This case fatality ratio is lower for youth than for adults, largely because youth incur more unintentional injuries, which rarely lead to death. More than 4 in 5 nonfatal firearm injuries are in adolescents, and more than 4 in 5 injured youth are boys. Assaults account for 71% of nonfatal firearm injuries in youth, but unintentional injuries are more common in rural areas.
      • Kaufman E.J.
      • Wiebe D.J.
      • Xiong R.A.
      • et al.
      Epidemiologic trends in fatal and nonfatal firearm injuries in the US, 2009-2017.
      ,
      • Fowler K.A.
      • Dahlberg L.L.
      • Haileyesus T.
      • et al.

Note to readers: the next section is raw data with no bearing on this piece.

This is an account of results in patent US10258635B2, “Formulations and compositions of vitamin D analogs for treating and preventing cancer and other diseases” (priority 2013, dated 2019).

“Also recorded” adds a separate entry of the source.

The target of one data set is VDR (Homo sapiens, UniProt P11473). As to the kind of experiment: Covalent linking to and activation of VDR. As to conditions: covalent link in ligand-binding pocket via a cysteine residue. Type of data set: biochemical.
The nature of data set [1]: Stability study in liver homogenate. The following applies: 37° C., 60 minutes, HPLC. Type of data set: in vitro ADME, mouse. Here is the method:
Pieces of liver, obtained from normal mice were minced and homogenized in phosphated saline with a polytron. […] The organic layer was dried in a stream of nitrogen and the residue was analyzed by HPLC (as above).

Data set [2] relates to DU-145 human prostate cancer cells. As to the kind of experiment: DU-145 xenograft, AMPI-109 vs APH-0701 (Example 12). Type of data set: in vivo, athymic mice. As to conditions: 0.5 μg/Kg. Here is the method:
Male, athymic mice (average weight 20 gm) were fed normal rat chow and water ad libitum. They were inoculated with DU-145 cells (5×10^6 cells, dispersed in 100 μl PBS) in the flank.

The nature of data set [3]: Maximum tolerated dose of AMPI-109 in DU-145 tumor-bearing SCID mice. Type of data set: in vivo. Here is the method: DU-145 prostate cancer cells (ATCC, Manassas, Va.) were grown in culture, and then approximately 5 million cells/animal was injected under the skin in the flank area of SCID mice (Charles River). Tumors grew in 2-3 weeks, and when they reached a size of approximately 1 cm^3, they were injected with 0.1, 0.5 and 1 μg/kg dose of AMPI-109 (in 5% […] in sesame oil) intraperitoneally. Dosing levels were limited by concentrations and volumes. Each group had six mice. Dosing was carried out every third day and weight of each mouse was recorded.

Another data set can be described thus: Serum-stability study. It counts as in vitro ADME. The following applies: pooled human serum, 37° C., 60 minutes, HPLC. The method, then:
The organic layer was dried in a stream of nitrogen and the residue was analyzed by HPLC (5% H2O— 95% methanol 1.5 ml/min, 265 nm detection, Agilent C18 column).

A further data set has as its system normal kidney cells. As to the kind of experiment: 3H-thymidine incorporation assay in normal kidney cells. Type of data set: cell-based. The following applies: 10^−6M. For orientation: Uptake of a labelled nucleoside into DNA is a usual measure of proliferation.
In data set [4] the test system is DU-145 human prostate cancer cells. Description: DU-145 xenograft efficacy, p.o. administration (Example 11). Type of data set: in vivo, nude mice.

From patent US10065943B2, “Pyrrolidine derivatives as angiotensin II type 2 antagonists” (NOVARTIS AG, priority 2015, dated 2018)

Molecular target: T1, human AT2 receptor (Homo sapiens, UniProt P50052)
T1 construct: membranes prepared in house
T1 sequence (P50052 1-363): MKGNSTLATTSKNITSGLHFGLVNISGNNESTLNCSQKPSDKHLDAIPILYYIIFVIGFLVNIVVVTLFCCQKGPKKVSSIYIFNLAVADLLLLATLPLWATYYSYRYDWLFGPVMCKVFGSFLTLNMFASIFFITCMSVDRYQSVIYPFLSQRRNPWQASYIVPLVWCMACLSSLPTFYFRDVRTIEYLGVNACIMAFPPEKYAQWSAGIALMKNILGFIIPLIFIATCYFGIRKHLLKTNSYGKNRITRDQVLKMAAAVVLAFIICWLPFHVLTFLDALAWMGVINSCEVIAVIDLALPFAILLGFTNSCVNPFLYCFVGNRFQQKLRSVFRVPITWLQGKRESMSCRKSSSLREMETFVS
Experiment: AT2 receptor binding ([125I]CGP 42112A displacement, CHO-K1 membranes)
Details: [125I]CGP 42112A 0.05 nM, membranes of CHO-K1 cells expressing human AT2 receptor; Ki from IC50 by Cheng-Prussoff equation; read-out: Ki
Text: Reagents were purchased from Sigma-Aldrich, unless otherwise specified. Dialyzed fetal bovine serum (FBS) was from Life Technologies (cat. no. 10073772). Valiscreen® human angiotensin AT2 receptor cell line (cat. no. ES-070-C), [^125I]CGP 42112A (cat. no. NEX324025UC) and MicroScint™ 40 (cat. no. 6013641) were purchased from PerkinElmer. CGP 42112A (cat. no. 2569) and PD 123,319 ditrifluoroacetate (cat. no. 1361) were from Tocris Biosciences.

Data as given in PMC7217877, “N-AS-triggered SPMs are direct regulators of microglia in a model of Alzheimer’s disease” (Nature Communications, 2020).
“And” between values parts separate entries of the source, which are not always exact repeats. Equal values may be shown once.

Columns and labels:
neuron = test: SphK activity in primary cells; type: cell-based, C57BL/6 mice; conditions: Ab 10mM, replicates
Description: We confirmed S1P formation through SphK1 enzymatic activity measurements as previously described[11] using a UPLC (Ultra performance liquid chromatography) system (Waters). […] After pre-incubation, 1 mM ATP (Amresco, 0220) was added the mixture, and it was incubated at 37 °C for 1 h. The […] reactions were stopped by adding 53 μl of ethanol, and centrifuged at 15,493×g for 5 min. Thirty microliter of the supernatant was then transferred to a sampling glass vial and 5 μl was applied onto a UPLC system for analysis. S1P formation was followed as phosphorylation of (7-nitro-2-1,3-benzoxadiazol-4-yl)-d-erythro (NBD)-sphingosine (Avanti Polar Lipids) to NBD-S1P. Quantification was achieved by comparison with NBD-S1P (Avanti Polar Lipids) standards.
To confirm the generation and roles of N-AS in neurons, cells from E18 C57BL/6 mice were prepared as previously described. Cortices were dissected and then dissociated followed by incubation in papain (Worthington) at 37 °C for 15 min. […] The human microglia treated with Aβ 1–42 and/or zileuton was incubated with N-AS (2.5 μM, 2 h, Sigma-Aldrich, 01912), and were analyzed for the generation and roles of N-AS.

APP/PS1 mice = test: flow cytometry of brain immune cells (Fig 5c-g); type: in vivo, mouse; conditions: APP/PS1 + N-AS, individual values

Childhood firearm injuries in the United States.
      Racial disparities mirror those present in homicides,
      • Fowler K.A.
      • Dahlberg L.L.
      • Haileyesus T.
      • et al.
      Childhood firearm injuries in the United States.
      • Leventhal J.M.
      • Gaither J.R.
      • Sege R.
      Hospitalizations due to firearm injuries in children and adolescents.
      • Carter P.M.
      • Cook L.J.
      • Macy M.L.
      • et al.
      Individual and neighborhood characteristics of children seeking emergency department care for firearm injuries within the PECARN network.
      and a disproportionate share of injuries occur in low income neighborhoods,
      • Carter P.M.
      • Cook L.J.
      • Macy M.L.
      • et al.
      Individual and neighborhood characteristics of children seeking emergency department care for firearm injuries within the PECARN network.